Biology Faculty Articles
Large Sequence Divergence Among Mitochondrial DNA Genotypes Within Populations of Eastern African Black-Backed Jackals
Proceedings of the National Academy of Sciences of the United States of America
Canidae, Genetic variability, Intraspecific phylogeny
In discussions about the relative rate of molecular evolution, intraspecific variability in rate is rarely considered. An underlying assumption is that intraspecific sequence differences are small, and thus variations in rate would be difficult to detect or would not affect comparisons among distantly related taxa. However, several studies on mammalian mitochondrial DNA (mtDNA) have revealed considerable intraspecific sequence divergence. In this report, we test for differences in the rate of intraspecific evolution by comparing mtDNA sequences, as inferred from restriction site polymorphisms and direct sequencing, between mtDNA genotypes of the eastern African black-backed jackal, Canis mesomelas elongae, and those of two other sympatric jackal species. Our results are unusual for several reasons. First, mtDNA sequence divergence within several contiguous blackbacked jackal populations is large (8.0%). Previous intraspecific studies of terrestrial mammals have generally found values of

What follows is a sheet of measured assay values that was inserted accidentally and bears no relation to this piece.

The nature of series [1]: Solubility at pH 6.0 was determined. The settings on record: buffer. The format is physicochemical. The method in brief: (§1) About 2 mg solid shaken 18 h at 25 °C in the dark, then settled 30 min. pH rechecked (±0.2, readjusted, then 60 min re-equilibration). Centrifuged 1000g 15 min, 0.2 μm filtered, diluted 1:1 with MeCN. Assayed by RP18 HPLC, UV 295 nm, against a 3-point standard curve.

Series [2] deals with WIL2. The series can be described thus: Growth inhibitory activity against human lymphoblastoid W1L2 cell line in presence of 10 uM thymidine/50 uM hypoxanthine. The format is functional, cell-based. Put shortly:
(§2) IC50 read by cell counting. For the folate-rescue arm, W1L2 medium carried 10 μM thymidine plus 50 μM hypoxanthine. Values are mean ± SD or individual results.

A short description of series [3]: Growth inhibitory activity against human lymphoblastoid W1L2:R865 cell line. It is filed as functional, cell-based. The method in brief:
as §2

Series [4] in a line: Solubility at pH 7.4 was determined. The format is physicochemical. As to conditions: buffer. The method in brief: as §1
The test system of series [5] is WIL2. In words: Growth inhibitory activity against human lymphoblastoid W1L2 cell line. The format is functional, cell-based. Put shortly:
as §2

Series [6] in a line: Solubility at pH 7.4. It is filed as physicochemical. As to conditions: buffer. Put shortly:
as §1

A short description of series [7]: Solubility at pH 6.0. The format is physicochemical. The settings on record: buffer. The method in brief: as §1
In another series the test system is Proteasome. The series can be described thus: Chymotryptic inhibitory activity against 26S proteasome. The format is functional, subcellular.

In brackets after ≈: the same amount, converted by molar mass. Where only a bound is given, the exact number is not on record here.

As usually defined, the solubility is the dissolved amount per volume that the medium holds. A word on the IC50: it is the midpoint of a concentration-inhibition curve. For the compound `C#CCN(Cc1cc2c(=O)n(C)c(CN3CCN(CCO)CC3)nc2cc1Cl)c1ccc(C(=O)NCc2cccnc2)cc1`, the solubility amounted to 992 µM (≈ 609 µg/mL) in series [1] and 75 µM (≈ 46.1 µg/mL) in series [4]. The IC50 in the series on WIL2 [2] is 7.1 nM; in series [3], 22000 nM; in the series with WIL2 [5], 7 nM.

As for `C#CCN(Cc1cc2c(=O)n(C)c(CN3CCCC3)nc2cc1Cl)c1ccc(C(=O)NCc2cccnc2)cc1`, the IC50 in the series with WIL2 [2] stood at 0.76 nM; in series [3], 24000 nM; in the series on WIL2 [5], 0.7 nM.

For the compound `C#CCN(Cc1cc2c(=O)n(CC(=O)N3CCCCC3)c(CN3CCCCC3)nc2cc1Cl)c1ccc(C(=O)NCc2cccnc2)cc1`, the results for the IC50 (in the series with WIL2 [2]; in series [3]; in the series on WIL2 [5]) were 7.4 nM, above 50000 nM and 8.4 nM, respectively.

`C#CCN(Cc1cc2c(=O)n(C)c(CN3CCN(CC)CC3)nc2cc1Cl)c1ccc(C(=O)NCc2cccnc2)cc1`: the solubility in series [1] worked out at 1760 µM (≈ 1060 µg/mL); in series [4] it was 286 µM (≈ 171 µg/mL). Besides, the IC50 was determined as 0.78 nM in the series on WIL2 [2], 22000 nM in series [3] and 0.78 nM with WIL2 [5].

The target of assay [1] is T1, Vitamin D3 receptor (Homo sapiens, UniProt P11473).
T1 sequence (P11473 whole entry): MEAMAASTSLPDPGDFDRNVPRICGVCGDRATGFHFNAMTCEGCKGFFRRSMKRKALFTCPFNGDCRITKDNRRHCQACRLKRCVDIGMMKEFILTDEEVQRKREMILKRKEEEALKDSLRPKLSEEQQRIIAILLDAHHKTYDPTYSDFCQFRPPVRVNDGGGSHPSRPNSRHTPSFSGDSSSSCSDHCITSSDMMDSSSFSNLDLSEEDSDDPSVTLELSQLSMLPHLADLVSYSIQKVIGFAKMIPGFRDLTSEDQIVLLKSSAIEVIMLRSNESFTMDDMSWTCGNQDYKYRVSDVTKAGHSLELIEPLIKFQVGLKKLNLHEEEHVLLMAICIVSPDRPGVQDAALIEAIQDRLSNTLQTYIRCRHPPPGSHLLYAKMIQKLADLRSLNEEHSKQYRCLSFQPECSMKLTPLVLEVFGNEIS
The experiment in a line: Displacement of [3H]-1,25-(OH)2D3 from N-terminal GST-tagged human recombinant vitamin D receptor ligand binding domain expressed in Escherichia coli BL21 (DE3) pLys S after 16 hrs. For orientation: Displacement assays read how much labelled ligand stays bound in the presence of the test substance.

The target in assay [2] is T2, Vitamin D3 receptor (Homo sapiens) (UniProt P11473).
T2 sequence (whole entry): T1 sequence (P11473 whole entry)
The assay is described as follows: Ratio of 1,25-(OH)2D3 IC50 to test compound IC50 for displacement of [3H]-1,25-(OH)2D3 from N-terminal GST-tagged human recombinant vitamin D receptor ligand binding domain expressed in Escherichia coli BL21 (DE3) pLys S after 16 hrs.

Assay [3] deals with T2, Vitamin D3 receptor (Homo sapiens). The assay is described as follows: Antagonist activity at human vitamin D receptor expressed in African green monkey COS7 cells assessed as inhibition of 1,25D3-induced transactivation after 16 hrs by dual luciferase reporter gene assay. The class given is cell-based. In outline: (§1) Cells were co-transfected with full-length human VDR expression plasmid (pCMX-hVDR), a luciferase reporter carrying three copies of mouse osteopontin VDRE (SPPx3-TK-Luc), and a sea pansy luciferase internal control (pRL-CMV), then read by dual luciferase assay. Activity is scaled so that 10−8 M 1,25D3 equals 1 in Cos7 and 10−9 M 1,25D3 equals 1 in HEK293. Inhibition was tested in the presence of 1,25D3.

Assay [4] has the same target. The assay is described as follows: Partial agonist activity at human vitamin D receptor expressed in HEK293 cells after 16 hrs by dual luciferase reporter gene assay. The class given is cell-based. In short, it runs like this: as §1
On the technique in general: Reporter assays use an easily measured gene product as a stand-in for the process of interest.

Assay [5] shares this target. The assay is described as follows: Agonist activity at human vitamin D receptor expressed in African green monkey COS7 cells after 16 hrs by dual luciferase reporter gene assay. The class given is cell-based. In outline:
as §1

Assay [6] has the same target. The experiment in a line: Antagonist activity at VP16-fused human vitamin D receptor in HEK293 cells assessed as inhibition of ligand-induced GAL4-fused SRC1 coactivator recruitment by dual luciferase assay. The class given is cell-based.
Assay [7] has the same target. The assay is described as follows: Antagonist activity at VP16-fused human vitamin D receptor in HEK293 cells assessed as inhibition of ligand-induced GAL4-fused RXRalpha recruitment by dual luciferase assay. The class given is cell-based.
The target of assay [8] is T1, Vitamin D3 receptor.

Wayne, Robert K.; A. Meyer; N. Lehman; B. Van Valkenburgh; P. W. Kat; T. K. Fuller; D. Girman; and Stephen J. O'Brien. 1990. "Large Sequence Divergence Among Mitochondrial DNA Genotypes Within Populations of Eastern African Black-Backed Jackals." Proceedings of the National Academy of Sciences of the United States of America 87, (5): 1772-1776. https://nsuworks.nova.edu/cnso_bio_facarticles/239
Grants from the National Science Foundation, National Institutes of Health, and the Keck Fellowship.